“Go ahead, touch it,” said the voice.
The wall was larger than I could fathom. I trembled as I reached forward, terrified, but you wouldn’t know it through the thickness of the pressurized gloves. My fingers pressed lightly into the surface of space and my reality crumbled. This is what it means to have an encounter with infinity; I was a tiny spacesuit on the edge of the universe.
The wall was soft but impenetrable, deeper than the deepest black, with the tiniest of lights within as though stitched into impossibly fine fabric. The larger lights I recognized: Alpha Centauri, Rigel, Procyon. The smaller ones had only recently been detected by our most powerful telescopes. All of them, not stars and galaxies but merely an extraordinary facade.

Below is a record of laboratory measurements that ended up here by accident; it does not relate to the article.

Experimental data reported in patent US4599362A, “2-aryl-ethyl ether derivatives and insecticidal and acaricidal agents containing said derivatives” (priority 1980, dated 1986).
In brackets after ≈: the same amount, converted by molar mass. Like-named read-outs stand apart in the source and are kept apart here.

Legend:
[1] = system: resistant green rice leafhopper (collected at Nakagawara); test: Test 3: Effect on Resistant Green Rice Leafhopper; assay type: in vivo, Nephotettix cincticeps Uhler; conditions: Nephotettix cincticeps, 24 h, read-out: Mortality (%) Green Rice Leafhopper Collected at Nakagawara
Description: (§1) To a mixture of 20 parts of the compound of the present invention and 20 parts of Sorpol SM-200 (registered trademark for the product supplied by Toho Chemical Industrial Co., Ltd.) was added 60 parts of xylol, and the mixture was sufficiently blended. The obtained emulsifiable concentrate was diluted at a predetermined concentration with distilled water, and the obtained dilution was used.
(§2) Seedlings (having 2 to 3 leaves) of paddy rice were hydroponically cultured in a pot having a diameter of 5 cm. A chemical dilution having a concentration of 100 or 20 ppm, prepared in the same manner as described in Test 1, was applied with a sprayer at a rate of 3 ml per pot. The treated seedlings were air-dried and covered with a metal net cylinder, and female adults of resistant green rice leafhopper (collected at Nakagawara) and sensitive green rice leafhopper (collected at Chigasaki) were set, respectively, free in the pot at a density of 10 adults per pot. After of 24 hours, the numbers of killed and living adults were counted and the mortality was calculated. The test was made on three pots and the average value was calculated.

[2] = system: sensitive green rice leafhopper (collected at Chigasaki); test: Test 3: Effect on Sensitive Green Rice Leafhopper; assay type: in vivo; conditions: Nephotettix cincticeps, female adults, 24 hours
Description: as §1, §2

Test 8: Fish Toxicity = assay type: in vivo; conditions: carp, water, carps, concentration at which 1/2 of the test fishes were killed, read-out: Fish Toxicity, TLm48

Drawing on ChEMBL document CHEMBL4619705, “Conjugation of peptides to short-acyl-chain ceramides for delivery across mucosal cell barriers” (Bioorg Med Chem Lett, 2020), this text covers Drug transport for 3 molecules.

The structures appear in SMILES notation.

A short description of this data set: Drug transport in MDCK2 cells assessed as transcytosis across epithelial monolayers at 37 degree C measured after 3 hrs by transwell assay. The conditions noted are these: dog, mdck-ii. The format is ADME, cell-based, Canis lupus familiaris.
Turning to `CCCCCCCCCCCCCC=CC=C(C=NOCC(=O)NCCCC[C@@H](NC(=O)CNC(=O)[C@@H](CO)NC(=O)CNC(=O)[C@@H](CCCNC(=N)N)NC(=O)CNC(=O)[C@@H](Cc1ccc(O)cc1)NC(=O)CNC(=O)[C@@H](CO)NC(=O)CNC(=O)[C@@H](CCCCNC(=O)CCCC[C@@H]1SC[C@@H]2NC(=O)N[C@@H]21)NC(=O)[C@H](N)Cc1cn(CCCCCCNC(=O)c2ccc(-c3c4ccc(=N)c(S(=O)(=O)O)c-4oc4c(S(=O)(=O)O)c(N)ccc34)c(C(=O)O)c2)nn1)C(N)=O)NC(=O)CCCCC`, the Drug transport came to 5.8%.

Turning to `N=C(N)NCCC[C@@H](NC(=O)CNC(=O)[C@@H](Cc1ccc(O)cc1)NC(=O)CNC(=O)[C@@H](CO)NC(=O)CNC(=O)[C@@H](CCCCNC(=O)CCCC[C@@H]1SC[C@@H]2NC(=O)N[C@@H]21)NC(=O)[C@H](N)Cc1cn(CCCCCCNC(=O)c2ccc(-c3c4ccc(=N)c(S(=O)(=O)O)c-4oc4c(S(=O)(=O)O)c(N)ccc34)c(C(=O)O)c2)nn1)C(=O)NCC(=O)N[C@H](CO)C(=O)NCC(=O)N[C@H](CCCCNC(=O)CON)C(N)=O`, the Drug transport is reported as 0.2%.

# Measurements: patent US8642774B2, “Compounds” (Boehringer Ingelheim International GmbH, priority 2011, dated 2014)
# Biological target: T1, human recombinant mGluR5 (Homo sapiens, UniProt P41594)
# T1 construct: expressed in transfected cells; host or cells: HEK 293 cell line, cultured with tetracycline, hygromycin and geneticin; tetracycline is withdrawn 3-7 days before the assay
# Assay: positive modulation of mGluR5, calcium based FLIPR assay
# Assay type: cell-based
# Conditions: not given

“Then astronomy is…”
“Beautiful, but ultimately wrong,” said the voice.
I was 300,000 miles above Earth and there was nothing left to explore. I turned my gaze to the shuttle tethered below me. “So what should I tell them?” I asked.
“Tell them that this is the end.”